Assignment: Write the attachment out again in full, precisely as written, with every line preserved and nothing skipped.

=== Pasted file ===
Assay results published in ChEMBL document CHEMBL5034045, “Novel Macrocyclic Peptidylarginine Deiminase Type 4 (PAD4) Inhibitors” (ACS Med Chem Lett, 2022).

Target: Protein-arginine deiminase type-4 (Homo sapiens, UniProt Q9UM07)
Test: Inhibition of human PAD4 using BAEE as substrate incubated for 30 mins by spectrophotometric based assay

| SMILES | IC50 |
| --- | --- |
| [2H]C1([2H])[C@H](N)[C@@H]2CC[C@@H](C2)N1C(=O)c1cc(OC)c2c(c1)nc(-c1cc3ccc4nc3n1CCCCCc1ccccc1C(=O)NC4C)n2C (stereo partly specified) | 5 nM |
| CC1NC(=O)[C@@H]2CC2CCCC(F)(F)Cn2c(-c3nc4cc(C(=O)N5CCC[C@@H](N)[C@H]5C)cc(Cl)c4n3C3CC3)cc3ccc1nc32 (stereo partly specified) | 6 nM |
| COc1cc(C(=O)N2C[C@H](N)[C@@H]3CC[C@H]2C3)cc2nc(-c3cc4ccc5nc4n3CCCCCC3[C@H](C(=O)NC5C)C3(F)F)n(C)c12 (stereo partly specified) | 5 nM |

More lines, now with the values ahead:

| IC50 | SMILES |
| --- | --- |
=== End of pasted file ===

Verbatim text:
Assay results published in ChEMBL document CHEMBL5034045, “Novel Macrocyclic Peptidylarginine Deiminase Type 4 (PAD4) Inhibitors” (ACS Med Chem Lett, 2022).

Target: Protein-arginine deiminase type-4 (Homo sapiens, UniProt Q9UM07)
Test: Inhibition of human PAD4 using BAEE as substrate incubated for 30 mins by spectrophotometric based assay

| SMILES | IC50 |
| --- | --- |
| [2H]C1([2H])[C@H](N)[C@@H]2CC[C@@H](C2)N1C(=O)c1cc(OC)c2c(c1)nc(-c1cc3ccc4nc3n1CCCCCc1ccccc1C(=O)NC4C)n2C (stereo partly specified) | 5 nM |
| CC1NC(=O)[C@@H]2CC2CCCC(F)(F)Cn2c(-c3nc4cc(C(=O)N5CCC[C@@H](N)[C@H]5C)cc(Cl)c4n3C3CC3)cc3ccc1nc32 (stereo partly specified) | 6 nM |
| COc1cc(C(=O)N2C[C@H](N)[C@@H]3CC[C@H]2C3)cc2nc(-c3cc4ccc5nc4n3CCCCCC3[C@H](C(=O)NC5C)C3(F)F)n(C)c12 (stereo partly specified) | 5 nM |

More lines, now with the values ahead:

| IC50 | SMILES |
| --- | --- |